Ever wonder which method of preserving silage - bunkers, bags or piles - is the most economical? Kansas State University experts asked that same question a few years ago and developed a procedure and an Excel spreadsheet to help producers make informed decisions.

They first compared the per-ton cost of silage stored in each of the three methods using an example dairy, says Kevin Dhuyvetter, Kansas State University ag economist. Besides including the cost to produce, harvest, store and feed the silage, the researchers provided a milk-production-adjusted cost to account for any impact the silage may have on milk production.

Their findings: The cost per ton was lowest for silage stored in bags – if all bunker fixed costs were included in the comparison. The cost of storing in piles was similar to the cost of storing in bags.

"However, if bunker fixed costs were ignored, which might be appropriate in the short run if a bunker already exists, and milk production was the same for all storage methods (i.e., silage quality was equal), bagged silage actually had the highest cost," Dhuyvetter says.

"Dairy producers need to recognize that many factors will influence which silage storage system is best for their operations," he adds. Major influencers include the environment - rainfall, temperature, etc., and a dairy's physical layout and land availability.

Since the KSU study was completed in 2005, several changes have occurred, he says.

"Relative costs of different systems are some things producers need to check out. I haven’t checked on costs of bags, but given how many more producers are using them for forage and grain, their price has possibly increased faster than costs associated with bunkers and piles." That, Dhuyvetter says, is a possible strike against bags.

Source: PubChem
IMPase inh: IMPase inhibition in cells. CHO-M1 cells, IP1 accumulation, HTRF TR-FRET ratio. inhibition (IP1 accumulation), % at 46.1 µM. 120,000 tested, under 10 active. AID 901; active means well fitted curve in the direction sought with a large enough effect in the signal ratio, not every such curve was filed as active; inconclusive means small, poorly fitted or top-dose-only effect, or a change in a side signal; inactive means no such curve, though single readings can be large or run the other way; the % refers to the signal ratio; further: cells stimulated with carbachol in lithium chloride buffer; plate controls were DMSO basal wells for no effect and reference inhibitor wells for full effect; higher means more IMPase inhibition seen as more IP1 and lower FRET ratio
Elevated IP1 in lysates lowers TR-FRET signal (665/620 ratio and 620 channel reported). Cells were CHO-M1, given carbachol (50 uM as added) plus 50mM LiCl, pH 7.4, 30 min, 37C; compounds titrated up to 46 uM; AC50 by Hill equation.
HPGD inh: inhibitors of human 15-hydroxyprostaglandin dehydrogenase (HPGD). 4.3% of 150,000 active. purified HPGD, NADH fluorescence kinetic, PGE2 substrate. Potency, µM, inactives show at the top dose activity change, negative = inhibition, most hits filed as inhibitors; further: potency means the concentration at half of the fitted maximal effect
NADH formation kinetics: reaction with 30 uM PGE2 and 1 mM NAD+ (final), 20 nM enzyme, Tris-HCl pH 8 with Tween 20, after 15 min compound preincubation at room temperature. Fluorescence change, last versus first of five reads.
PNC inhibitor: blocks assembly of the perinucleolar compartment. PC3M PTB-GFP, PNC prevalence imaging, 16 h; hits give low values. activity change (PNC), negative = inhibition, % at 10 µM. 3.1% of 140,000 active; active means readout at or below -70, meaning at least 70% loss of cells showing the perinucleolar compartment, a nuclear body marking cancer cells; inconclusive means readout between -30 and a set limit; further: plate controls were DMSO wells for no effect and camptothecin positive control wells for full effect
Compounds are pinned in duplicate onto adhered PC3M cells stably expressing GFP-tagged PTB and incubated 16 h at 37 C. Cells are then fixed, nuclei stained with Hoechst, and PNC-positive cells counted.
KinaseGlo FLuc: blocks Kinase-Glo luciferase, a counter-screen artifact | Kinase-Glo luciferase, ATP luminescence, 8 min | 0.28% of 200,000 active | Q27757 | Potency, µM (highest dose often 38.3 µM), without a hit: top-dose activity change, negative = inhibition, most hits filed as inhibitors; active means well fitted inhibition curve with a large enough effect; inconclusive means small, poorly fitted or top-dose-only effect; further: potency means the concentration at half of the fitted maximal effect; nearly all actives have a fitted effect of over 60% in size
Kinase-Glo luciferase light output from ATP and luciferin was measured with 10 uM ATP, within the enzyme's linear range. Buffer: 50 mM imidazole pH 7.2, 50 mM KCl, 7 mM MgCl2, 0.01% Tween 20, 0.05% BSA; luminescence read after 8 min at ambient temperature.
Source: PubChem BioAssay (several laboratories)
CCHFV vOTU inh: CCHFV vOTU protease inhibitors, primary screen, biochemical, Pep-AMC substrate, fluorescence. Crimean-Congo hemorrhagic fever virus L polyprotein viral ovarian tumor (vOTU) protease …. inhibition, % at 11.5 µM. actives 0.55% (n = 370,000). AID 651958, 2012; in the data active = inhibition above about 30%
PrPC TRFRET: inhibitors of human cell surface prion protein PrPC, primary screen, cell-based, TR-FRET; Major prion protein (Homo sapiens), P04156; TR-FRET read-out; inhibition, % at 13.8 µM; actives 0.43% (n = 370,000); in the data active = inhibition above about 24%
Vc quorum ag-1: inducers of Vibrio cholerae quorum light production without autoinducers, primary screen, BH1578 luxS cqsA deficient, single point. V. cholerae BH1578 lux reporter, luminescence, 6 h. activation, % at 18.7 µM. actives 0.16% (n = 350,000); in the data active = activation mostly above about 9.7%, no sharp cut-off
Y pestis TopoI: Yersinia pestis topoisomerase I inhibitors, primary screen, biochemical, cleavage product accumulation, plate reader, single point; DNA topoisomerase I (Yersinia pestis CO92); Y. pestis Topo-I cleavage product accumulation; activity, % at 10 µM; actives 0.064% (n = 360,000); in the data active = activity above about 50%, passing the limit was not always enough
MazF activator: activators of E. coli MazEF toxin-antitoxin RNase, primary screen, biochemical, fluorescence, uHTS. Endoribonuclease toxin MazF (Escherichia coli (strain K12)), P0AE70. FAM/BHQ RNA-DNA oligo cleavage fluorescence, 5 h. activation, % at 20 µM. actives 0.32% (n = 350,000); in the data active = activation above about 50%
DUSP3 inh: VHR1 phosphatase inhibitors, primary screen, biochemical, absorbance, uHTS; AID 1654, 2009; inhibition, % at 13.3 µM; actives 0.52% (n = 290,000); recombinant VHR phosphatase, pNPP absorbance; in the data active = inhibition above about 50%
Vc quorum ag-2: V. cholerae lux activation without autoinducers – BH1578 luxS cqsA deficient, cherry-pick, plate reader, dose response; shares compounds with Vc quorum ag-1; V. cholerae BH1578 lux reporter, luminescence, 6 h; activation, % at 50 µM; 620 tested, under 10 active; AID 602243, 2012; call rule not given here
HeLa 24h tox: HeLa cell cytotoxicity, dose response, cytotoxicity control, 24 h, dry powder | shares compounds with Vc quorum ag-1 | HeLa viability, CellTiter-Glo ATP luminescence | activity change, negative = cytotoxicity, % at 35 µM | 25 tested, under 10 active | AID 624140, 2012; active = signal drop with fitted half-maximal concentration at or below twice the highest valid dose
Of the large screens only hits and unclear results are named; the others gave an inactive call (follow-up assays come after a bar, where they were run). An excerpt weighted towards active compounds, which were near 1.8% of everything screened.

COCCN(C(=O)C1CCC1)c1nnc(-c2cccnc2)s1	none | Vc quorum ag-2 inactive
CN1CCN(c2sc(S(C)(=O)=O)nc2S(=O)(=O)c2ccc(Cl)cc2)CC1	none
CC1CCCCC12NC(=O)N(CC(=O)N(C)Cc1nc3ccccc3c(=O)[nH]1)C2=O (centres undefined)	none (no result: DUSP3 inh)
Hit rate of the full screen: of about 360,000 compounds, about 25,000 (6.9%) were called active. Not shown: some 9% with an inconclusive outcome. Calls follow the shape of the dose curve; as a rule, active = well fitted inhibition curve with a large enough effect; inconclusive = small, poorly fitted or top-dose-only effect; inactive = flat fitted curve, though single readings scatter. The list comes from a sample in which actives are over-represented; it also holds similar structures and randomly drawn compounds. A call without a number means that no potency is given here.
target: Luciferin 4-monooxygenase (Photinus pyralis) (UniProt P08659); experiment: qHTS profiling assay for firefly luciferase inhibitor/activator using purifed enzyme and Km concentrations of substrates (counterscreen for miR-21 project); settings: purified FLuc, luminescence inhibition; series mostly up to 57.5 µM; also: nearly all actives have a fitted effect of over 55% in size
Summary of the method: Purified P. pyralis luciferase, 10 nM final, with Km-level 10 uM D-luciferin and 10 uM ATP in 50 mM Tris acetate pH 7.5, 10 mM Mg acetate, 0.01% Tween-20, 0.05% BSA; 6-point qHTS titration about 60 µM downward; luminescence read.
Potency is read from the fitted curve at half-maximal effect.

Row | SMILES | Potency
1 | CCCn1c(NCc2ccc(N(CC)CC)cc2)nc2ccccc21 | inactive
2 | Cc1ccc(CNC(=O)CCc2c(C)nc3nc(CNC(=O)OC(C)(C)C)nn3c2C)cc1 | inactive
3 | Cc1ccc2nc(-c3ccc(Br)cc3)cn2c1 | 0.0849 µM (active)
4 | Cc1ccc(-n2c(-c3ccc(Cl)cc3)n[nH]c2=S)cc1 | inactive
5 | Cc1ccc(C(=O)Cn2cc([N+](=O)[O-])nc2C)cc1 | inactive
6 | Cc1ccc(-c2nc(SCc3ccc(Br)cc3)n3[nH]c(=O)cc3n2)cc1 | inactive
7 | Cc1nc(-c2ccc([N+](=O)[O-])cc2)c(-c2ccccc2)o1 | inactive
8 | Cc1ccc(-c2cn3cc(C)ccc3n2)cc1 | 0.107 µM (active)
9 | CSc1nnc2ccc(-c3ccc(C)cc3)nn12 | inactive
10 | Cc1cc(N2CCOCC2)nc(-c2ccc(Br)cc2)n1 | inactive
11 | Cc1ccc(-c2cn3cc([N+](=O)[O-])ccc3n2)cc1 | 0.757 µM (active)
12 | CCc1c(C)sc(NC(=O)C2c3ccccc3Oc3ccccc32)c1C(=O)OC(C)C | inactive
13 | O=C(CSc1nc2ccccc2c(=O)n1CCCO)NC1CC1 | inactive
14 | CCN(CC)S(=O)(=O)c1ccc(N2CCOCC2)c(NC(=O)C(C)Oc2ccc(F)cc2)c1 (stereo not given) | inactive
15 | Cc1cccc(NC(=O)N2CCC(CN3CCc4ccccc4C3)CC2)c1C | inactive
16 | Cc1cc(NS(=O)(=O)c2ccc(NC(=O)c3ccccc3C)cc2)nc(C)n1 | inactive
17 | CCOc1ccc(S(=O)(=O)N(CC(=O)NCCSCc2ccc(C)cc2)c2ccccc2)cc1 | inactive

The value of silage is much higher since 2005 and systems better at preserving quality and minimizing shrink or loss are more valuable. Those factors, he says, favor the use of bags. As does recent California research by Frank Mitloehner, University of California-Davis. His study indicates environmental concern associated with certain gases released from silage bunkers or piles, which could have repercussions if regulations are put in place. Bags, again, would be preferred because they minimize area exposed to air.

Although bags might be more “environmentally friendly” with regard to gases released, disposal of plastic can also become an environmental concern potentially, he points out.

"Bottom line, it is especially important for each producer to evaluate what is most economical for their operation given their resources and constraints. That is, the framework/spreadsheet we developed is still very applicable, but producers need to plug in their own numbers rather than rely upon our assumptions."

To help producers evaluate storage alternatives, visit www.AgManager.info and click on Livestock & Meat Marketing: Production Economics, scroll to "Dairy" and download the pdf and Excel files after the heading "Bunkers, Piles or Bags: Which is the most economical?"

Another interesting part of the KSU work was a listing of the advantages and disadvantages of each of the three storage systems. Click here for the list.